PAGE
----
Customer segmentation — Part II. Segmentation of online customers by… | by Dimitris Panagopoulos | Jan, 2021


Segmentation of online customers by RFM-country and combination with part I

Photo by Hal Gatewood on Unsplash

Customer segmentation is one of the most common uses of data analysis/data science. In this the second part of a two posts series, where we see an example of customer segmentation. The dataset we use is the Online Retail II data set which contains transactions of a UK-based online retail between 1/12/2009 and 09/12/2011. The dataset contains 1.067.371 rows about purchases of 5.943 customers.

First rows of Online Retail II data set

In the first part, we created a customer segmentation based on the product categories. In this second part, we are going to perform a clustering based on Recency, Frequency, Monetary Value (RFM), and country of origin. Then, we are going to combine the results with the segmentation of part I.

The code for RFM-Country based segmentation as well for combining the results of the two segmentations can be found on Github.

Recency, Frequency, Monetary Value (RFM) is a way of analyzing customer value. The name comes from the three aspects it examines for each customer:

  • Recency: how recent was the last buy of the customer. A customer that bought something recently has more value to a customer that made his/her last buy long ago.
  • Frequency: how frequently a customer makes a purchase. The more frequent buyer a customer is, the better.
  • Monetary Value: how much a customer spends. The higher, the better.

Both Investopedia and Wikipedia have extensive articles on RFM.

The are several ways to define Recency, Frequency, and Monetary Value. We are going to use the following definitions:

  • Recency is the number of days from the last InvoiceDate to the most current InvoiceDate of the dataset (2011–12–09),
  • Frequency is the number of days from first InvoiceDate to last InvoiceDate divided by the number of invoices,
  • Monetary value is the average cost, where cost is the product of Quantity by Price.

The code that calculates RFM is listed below.

Online Retail II dataset contains the country each item was shipped to. By using each country’s GDP we can have a proxy of the financial strength each customer has. GDP data from Wikipedia are used to create an xlsx file which you can also find in Github. There are a few customers that are related to two countries. To deal with this, for every customer, we weight GDP with the number of invoices.

Result of calculation of weighted GDP per customer

The final preprocessing step is to combine RFM analysis with GDP data.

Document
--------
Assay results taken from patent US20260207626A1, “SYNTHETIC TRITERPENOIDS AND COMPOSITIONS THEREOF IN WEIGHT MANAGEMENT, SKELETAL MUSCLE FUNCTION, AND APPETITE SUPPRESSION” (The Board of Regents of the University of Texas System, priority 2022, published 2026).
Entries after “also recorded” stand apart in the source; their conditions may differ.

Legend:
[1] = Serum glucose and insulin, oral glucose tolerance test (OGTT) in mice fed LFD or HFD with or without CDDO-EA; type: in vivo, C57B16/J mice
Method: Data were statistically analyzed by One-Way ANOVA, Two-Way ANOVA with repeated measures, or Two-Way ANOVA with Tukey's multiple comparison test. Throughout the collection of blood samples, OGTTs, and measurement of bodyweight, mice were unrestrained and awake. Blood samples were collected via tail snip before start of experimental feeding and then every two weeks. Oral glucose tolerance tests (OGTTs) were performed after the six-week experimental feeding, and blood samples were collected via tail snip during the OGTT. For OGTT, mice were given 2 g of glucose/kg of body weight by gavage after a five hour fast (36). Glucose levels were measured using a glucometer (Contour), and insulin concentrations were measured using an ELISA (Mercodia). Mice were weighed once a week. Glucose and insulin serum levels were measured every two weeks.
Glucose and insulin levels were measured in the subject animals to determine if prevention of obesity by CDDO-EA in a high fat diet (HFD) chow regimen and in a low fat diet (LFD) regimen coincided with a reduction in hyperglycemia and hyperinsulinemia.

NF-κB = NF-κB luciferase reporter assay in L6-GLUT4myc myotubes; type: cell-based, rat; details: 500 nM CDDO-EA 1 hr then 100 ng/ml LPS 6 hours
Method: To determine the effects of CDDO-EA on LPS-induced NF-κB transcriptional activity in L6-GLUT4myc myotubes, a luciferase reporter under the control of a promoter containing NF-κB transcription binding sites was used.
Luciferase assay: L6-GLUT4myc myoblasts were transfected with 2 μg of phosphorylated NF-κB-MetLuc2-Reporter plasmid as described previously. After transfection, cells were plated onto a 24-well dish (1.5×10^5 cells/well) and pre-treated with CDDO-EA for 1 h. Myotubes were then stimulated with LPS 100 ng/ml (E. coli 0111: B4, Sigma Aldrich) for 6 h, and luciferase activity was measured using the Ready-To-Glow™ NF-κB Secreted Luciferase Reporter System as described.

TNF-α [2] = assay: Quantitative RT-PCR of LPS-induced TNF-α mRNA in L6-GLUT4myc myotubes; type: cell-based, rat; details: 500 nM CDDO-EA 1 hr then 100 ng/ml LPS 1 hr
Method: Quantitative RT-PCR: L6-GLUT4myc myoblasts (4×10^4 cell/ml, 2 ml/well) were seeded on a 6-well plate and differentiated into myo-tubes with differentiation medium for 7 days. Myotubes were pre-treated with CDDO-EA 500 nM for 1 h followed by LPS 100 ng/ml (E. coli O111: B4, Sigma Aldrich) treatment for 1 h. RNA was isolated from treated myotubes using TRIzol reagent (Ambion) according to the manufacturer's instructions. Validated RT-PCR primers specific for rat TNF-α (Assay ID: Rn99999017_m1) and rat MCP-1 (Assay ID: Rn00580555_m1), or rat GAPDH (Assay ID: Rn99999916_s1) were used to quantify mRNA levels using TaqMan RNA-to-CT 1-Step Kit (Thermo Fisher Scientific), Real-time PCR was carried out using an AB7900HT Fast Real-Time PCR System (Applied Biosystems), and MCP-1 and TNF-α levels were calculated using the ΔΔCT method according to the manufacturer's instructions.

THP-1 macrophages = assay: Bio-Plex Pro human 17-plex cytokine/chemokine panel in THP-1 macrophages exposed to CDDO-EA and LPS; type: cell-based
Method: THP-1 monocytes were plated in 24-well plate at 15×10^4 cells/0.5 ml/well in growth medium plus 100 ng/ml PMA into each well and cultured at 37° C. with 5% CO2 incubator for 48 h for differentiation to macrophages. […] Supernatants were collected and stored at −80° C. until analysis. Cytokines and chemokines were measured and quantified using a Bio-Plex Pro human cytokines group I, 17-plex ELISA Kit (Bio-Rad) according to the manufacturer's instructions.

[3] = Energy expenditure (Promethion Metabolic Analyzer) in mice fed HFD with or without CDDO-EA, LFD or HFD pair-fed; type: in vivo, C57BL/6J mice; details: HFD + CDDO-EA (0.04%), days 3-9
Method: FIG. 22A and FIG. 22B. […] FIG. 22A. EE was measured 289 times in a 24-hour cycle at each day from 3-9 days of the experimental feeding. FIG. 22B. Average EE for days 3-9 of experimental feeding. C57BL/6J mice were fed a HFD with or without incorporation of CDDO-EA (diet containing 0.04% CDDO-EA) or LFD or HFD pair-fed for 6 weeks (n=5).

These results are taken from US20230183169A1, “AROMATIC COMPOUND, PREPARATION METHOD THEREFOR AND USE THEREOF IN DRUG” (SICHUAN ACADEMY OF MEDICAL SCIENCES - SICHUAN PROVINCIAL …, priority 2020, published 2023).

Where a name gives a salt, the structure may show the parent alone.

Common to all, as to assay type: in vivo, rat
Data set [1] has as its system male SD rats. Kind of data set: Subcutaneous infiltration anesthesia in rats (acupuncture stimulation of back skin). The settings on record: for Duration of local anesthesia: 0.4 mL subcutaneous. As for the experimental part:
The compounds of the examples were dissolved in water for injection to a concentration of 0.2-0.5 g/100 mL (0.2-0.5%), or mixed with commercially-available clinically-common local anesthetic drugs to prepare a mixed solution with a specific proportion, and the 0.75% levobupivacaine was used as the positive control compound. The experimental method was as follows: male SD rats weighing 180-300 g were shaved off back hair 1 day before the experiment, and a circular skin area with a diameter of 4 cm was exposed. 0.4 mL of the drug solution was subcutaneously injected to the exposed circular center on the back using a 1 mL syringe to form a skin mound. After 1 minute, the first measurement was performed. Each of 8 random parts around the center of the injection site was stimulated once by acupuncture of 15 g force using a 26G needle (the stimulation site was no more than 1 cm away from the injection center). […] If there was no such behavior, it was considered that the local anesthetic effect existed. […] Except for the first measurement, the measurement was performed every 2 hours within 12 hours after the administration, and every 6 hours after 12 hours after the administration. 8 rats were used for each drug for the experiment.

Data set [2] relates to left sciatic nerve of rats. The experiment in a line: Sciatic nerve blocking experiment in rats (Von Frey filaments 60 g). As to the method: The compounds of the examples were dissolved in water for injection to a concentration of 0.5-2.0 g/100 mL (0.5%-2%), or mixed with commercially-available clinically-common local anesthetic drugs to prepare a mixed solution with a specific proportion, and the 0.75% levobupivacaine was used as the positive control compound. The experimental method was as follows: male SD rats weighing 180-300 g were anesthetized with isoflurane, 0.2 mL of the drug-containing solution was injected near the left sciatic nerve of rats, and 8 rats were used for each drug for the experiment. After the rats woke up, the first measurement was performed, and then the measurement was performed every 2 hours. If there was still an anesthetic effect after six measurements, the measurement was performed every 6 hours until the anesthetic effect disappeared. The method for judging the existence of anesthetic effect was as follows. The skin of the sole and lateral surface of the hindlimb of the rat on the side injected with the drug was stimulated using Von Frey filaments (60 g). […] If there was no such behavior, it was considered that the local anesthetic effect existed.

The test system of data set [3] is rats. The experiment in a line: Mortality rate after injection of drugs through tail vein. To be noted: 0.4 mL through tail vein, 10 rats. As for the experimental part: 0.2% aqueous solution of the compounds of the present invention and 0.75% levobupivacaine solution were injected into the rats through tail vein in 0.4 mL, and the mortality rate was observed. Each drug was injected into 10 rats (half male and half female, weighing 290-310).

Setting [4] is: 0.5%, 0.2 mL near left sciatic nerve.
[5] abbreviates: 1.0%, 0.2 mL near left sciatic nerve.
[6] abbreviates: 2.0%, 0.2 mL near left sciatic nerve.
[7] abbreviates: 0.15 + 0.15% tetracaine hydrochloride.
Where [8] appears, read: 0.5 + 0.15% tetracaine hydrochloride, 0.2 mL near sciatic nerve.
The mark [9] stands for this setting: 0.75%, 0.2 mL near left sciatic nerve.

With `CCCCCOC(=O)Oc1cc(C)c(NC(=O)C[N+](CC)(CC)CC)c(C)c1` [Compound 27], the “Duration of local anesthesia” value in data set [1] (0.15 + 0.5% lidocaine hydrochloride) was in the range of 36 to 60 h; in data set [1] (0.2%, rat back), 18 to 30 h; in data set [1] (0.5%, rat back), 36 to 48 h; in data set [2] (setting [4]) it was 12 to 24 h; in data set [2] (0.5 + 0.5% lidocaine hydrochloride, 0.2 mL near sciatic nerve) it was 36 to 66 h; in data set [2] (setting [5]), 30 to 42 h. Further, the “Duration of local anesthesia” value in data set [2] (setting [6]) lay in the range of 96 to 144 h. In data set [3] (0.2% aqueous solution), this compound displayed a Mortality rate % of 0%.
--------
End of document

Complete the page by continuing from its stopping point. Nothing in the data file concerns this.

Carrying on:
For clustering, we will use the k-Means algorithm. After scaling the input data we perform k-Means clustering for a range of k (= number of clusters created). This will allow us to create a plot of the total sum of squared distances per k and use the elbow method to select the best value for k.

Based on the elbow method, we will examine clustering into 3 or into 7 clusters. For profiling the clusters, we create a custom function named This function

  1. calculates the median of recency, frequency, monetary value, and weighted GDP for each cluster, then
  2. sums the medians of recency, frequency, monetary value, and weighted GDP, and
  3. divides each median with the corresponding sum.

This way, function calculates the percentage of each variable (recency, frequency, monetary value, and weighted GDP) that corresponds to each cluster. There is the option to exclude from the profiling clusters with few items.

Function for profiling clusters

If we cluster into 3 groups, we end up with three clusters with sizes 4.225, 1.708, and 9 customers. The small size of the third cluster is an indication of outliers. If we use the first two clusters for profiling, we see that the first cluster contains customers

  • that have made a transaction more recently (in the last 9 days vs last 91),
  • that spend more frequently (every 15 days vs 85) and,
  • that have bigger monetary value (243 vs 197) per transaction

than the customers of the second cluster.

Profiling of the two major clusters when clustering in 3 groups

Selecting 7 clusters, we obtain clusters with 3.549, 1.547, 572, 247, 17, 9, and 1 customers. Profiling customers with more than 100 customers, we have

  • cluster 4 with 572 customers. Cluster 4 contains customers with the lowest RFM score (i.e customers that shop less frequent, with lower monetary value per transaction, and have shopped longer ago than the rest clusters)
  • cluster 0 with 1.547 customers. Cluster 0 contains customers with the second lowest RFM score.
  • cluster 2 with 3.549 customers and cluster 5 with 247 customers. These contain customers with the best RFM score. The difference between the two of them is that cluster 5 has customers that are related to countries with lower GDP than the rest.

We could say that these four clusters can be ranked by RFM — Country score (from best to worst) as:

cluster 4 < cluster 0 < cluster 5 < cluster 2. (Cluster 5 has higher monetary value than cluster 2 but contains customers from countries with lower GDP. Thus we prioritize cluster 2).

Cluster 5 has customers from countries with a lower GDP than the rest.

Profiling of the four major clusters when clustering in 7 groups

Using hierarchical clustering we can gain a better understanding of the possible number of clusters.

We see hierarchical clustering verifies the selection of splitting into 3 or 7 clusters. Profiling major clusters in both cases, we see that the results are similar to k-Means.

Profiling major clusters in hierarchical clustering. To the left two major clusters when clustering into 3 groups. To the right four major clusters when clustering into 7 groups.

We will use the clustering solution into 7 clusters with k-Means. The relative information is exported with pickle.

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